Issue 3
April 18, 2019

Trading in the “American Dream”

Edwards' parents moved to America for a better life, so why did he relocate to Guatemala?

by Lincoln Mondy
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This piece originally appeared in Issue #3. Subscribe to get our monthly newsletter!
- Amina and Lincoln

The overarching public narrative about immigrant parents is that they immigrated to America to give their children a better life — often in pursuit of the illustrious “American dream.” However, a rising class of children of immigrants are coming of age and witnessing all the ways their communities as a whole are being targeted by xenophobic rhetoric and policies. There are over 20 million adult U.S.born children of immigrants and this group lays in the direct nexus between two countries, the United States, and their ancestral home. With the 2016 election in the rear view mirror, second-generation Americans, like Edward Rodas, are challenging the impenetrable “American Dream” by relocating to their ancestral homes and exploring a new sense of self.

Edward Rodas is a 26 year old second-generation American — the son of Guatemalan immigrants. Born in California and raised in Texas, when people would ask him the often loaded question about where he’s “from” — Rodas would respond with “I was born in California, but my parents are from Guatemala,” as to say “I’m brown, but I’m American just like you.”

Growing up, Rodas tells me that his parents would describe Guatemala as beautiful and natural, with caveats about the country’s crime problems. He remembers his parents telling him that they moved to America to give their family a better life and a safer environment. “It made me think America was this miracle country.”

In the midst of college, Edward began to feel stagnant. “I was living in California, and I was a student-athlete working three jobs. I felt like I was just another piece on the conveyor belt.” Rodas went on to reveal that he became numb by American’s powerful “work harder” culture that is constantly making you feel that your work output is tied to your value. At the height of the 2016 election, he grew frustrated by the hateful rhetoric espoused by politicians who were seeking the highest office in the land, but not acting as if they would be working for all Americans.

Rodas revealed that the growing turmoil in the United States confirmed that it was time to leave. “I felt like I was in some crazy movie, a dark and twisted fiction thriller. I needed to get out of the bubble and get some clear perspective on the events happening around me.”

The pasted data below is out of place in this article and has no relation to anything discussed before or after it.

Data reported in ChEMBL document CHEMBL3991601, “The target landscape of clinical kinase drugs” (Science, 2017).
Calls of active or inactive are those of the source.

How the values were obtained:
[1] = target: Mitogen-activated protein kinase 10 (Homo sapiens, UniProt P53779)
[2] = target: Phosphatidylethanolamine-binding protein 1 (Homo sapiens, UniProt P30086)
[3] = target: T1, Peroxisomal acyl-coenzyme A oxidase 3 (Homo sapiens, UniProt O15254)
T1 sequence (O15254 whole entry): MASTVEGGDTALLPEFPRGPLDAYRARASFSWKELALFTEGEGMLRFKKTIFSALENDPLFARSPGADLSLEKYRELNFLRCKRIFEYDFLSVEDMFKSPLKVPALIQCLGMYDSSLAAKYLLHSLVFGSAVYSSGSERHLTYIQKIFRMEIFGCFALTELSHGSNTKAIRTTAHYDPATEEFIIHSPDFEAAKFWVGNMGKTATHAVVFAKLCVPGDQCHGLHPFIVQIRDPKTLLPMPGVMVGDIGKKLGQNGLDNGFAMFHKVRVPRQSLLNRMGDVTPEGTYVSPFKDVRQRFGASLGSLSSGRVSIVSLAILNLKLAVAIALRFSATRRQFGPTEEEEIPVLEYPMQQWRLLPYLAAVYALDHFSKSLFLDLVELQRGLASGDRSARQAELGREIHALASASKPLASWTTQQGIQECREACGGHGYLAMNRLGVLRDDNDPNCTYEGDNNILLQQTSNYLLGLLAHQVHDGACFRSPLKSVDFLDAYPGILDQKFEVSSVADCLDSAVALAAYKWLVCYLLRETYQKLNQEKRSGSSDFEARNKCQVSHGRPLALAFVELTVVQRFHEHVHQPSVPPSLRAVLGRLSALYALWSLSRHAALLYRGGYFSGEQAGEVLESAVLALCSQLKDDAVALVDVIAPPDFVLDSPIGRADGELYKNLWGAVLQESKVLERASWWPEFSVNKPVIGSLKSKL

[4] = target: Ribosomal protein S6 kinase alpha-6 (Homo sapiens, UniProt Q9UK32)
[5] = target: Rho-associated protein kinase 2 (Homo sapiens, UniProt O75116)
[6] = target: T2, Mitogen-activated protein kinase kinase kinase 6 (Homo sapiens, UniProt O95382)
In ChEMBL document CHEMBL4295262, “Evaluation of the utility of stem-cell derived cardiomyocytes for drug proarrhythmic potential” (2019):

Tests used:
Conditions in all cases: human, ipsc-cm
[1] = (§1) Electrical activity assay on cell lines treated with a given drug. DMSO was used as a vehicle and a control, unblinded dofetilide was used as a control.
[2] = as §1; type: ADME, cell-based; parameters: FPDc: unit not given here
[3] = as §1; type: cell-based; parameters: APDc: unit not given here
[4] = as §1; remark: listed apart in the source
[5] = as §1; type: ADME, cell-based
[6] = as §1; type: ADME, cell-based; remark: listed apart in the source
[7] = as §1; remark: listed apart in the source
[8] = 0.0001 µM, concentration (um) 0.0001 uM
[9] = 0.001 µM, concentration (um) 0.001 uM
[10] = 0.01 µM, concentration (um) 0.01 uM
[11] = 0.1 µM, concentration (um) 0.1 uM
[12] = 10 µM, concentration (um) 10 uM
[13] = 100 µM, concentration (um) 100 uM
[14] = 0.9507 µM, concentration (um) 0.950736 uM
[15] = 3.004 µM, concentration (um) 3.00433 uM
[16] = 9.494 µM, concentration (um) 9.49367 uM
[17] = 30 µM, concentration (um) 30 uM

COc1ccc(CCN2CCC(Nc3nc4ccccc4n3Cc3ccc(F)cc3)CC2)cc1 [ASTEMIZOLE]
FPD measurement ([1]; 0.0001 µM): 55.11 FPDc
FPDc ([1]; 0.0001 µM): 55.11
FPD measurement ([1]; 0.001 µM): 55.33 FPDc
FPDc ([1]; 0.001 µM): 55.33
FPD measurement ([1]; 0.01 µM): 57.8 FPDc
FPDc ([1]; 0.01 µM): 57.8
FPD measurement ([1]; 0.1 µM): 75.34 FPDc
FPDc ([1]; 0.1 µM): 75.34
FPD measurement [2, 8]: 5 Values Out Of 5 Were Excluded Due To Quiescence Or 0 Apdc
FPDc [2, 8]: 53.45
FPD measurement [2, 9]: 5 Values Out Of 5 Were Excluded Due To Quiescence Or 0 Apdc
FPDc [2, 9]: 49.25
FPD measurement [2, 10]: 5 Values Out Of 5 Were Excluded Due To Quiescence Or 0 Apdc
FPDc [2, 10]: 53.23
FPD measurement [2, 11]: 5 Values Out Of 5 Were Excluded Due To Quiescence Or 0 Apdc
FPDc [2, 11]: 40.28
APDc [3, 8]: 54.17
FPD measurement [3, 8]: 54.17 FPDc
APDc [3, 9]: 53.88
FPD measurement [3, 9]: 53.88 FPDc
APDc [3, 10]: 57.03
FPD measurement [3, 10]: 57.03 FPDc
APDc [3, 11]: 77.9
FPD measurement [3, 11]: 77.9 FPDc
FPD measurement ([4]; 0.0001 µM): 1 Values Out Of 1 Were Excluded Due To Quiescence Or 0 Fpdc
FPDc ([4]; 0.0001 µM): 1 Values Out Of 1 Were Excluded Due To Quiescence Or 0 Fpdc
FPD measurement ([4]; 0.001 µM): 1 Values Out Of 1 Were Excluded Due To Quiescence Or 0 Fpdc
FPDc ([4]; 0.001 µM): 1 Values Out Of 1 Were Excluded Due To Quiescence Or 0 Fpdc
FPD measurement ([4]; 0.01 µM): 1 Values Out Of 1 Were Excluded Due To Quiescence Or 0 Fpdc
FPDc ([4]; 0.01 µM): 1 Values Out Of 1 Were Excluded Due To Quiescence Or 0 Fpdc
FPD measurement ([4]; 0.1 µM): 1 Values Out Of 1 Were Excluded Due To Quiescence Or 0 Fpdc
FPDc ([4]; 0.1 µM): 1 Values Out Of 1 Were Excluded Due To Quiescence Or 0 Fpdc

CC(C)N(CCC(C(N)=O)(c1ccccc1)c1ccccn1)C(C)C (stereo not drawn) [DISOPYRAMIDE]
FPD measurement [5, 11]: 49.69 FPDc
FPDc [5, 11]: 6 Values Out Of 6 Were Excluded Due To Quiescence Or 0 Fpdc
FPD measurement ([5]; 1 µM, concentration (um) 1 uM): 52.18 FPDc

In February of 2017, Edward acted on his desire for a closer relationship with his roots and relocated full-time to Guatemala. He packed everything he could into his 1994 Honda Civic, drove the 23 hours from California to Texas, and then departed for the airport with a one-way ticket to Guatemala. “I would have done it as soon as we decided it was okay to have TV personalities as our President but my lease didn’t end until February!”

The relocation came with a new normal, something that Edward is grateful for after feeling burnt out in the States. “You see people spending more time with their families. I don’t see as many people wearing a watch. Parents have time to eat at the table with their families and spend some quality time with them.” As he was settling into his new home, the relocation made him think deeper about his identity and who he really was, since he would notice people staring at him. “When I make new friends they always say ‘you can just tell you’re not from around here,” and I leave the house in plain t-shirts, shorts, and tennis shoes. It’s not like I’m out here dressing like a gringo. I was blending in, but at the same time, I wasn’t.” Eventually, he settled into his community and now he feels most centered and alive when he’s exploring all the mountains, lakes, rivers, ruins, and nature that his beautiful Guatemala has to offer.

When asked how long he’s planning to make Guatemala home, Rodas said that the initial plan was to only live in the country for a year or so, but that timeline has already doubled. “If I had to come back to the States for a little to generate more be it. I love the States, but I think from now on I’m going to lean more towards building my future here.”

Whatever your perception of the “American Dream” may be, it’s hard to argue that the rise in openly anti-immigrant rhetoric and policies hasn’t tarnished it. It’s no wonder why Edward, and other children of immigrants like him, find their ancestral homes to be more welcoming. The experiences of first-generation Americans vary; but the majority of these stories are framed around sacrifices that were made to obtain the “American Dream.” This leaves their children, like Edward, negotiating what it means to acknowledge this sacrifice while also seeking a deeper connection to their ancestral roots.